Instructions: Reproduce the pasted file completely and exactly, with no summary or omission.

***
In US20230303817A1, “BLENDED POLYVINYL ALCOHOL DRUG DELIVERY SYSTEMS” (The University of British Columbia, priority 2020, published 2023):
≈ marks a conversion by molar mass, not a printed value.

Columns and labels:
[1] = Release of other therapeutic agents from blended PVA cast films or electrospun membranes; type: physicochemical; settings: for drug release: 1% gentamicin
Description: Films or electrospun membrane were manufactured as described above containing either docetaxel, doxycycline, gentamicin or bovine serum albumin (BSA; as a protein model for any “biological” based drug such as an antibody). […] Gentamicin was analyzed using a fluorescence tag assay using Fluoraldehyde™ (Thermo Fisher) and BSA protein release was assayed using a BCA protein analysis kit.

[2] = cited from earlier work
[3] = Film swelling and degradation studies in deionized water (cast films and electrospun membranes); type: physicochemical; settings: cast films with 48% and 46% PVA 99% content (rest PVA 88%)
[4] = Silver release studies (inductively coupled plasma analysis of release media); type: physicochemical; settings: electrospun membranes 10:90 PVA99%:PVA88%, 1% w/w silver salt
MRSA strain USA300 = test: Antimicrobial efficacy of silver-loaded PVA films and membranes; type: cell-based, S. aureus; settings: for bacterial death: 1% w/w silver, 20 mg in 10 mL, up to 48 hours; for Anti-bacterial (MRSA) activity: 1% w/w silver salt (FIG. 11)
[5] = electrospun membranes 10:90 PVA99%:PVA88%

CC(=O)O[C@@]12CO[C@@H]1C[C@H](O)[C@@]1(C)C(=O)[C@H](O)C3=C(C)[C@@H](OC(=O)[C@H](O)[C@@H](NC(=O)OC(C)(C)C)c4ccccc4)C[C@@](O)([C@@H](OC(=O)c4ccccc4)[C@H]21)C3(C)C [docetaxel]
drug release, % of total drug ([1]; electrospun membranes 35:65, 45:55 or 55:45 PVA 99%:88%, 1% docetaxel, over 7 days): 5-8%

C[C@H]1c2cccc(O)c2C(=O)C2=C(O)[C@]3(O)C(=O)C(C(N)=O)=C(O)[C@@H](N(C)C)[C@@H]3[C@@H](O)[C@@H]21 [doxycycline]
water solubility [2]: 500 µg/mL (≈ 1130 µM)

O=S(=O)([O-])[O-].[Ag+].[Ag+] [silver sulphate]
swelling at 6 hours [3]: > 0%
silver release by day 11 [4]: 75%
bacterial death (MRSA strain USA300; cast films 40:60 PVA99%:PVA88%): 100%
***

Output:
In US20230303817A1, “BLENDED POLYVINYL ALCOHOL DRUG DELIVERY SYSTEMS” (The University of British Columbia, priority 2020, published 2023):
≈ marks a conversion by molar mass, not a printed value.

Columns and labels:
[1] = Release of other therapeutic agents from blended PVA cast films or electrospun membranes; type: physicochemical; settings: for drug release: 1% gentamicin
Description: Films or electrospun membrane were manufactured as described above containing either docetaxel, doxycycline, gentamicin or bovine serum albumin (BSA; as a protein model for any “biological” based drug such as an antibody). […] Gentamicin was analyzed using a fluorescence tag assay using Fluoraldehyde™ (Thermo Fisher) and BSA protein release was assayed using a BCA protein analysis kit.

[2] = cited from earlier work
[3] = Film swelling and degradation studies in deionized water (cast films and electrospun membranes); type: physicochemical; settings: cast films with 48% and 46% PVA 99% content (rest PVA 88%)
[4] = Silver release studies (inductively coupled plasma analysis of release media); type: physicochemical; settings: electrospun membranes 10:90 PVA99%:PVA88%, 1% w/w silver salt
MRSA strain USA300 = test: Antimicrobial efficacy of silver-loaded PVA films and membranes; type: cell-based, S. aureus; settings: for bacterial death: 1% w/w silver, 20 mg in 10 mL, up to 48 hours; for Anti-bacterial (MRSA) activity: 1% w/w silver salt (FIG. 11)
[5] = electrospun membranes 10:90 PVA99%:PVA88%

CC(=O)O[C@@]12CO[C@@H]1C[C@H](O)[C@@]1(C)C(=O)[C@H](O)C3=C(C)[C@@H](OC(=O)[C@H](O)[C@@H](NC(=O)OC(C)(C)C)c4ccccc4)C[C@@](O)([C@@H](OC(=O)c4ccccc4)[C@H]21)C3(C)C [docetaxel]
drug release, % of total drug ([1]; electrospun membranes 35:65, 45:55 or 55:45 PVA 99%:88%, 1% docetaxel, over 7 days): 5-8%

C[C@H]1c2cccc(O)c2C(=O)C2=C(O)[C@]3(O)C(=O)C(C(N)=O)=C(O)[C@@H](N(C)C)[C@@H]3[C@@H](O)[C@@H]21 [doxycycline]
water solubility [2]: 500 µg/mL (≈ 1130 µM)

O=S(=O)([O-])[O-].[Ag+].[Ag+] [silver sulphate]
swelling at 6 hours [3]: > 0%
silver release by day 11 [4]: 75%
bacterial death (MRSA strain USA300; cast films 40:60 PVA99%:PVA88%): 100%